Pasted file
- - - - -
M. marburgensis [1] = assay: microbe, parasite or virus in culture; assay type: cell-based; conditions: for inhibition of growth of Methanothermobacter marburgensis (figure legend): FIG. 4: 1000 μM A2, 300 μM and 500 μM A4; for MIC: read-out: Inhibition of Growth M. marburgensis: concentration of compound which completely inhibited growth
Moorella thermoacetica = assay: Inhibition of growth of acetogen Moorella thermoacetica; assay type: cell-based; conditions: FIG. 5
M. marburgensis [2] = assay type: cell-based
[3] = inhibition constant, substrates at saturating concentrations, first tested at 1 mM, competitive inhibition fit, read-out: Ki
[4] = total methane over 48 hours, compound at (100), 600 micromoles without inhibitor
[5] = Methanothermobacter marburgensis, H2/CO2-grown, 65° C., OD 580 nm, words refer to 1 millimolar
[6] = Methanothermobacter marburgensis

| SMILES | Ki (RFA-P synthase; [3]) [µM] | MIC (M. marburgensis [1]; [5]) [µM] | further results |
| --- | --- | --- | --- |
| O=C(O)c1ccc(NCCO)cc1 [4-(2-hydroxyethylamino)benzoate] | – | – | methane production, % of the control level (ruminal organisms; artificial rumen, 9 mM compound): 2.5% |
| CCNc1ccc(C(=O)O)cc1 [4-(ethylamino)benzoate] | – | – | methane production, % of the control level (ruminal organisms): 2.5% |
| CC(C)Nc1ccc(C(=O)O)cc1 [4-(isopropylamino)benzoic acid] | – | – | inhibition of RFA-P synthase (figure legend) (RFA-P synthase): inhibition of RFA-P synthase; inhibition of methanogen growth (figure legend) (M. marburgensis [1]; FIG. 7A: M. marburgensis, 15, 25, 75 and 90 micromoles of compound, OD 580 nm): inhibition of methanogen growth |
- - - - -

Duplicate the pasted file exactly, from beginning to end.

M. marburgensis [1] = assay: microbe, parasite or virus in culture; assay type: cell-based; conditions: for inhibition of growth of Methanothermobacter marburgensis (figure legend): FIG. 4: 1000 μM A2, 300 μM and 500 μM A4; for MIC: read-out: Inhibition of Growth M. marburgensis: concentration of compound which completely inhibited growth
Moorella thermoacetica = assay: Inhibition of growth of acetogen Moorella thermoacetica; assay type: cell-based; conditions: FIG. 5
M. marburgensis [2] = assay type: cell-based
[3] = inhibition constant, substrates at saturating concentrations, first tested at 1 mM, competitive inhibition fit, read-out: Ki
[4] = total methane over 48 hours, compound at (100), 600 micromoles without inhibitor
[5] = Methanothermobacter marburgensis, H2/CO2-grown, 65° C., OD 580 nm, words refer to 1 millimolar
[6] = Methanothermobacter marburgensis

| SMILES | Ki (RFA-P synthase; [3]) [µM] | MIC (M. marburgensis [1]; [5]) [µM] | further results |
| --- | --- | --- | --- |
| O=C(O)c1ccc(NCCO)cc1 [4-(2-hydroxyethylamino)benzoate] | – | – | methane production, % of the control level (ruminal organisms; artificial rumen, 9 mM compound): 2.5% |
| CCNc1ccc(C(=O)O)cc1 [4-(ethylamino)benzoate] | – | – | methane production, % of the control level (ruminal organisms): 2.5% |
| CC(C)Nc1ccc(C(=O)O)cc1 [4-(isopropylamino)benzoic acid] | – | – | inhibition of RFA-P synthase (figure legend) (RFA-P synthase): inhibition of RFA-P synthase; inhibition of methanogen growth (figure legend) (M. marburgensis [1]; FIG. 7A: M. marburgensis, 15, 25, 75 and 90 micromoles of compound, OD 580 nm): inhibition of methanogen growth |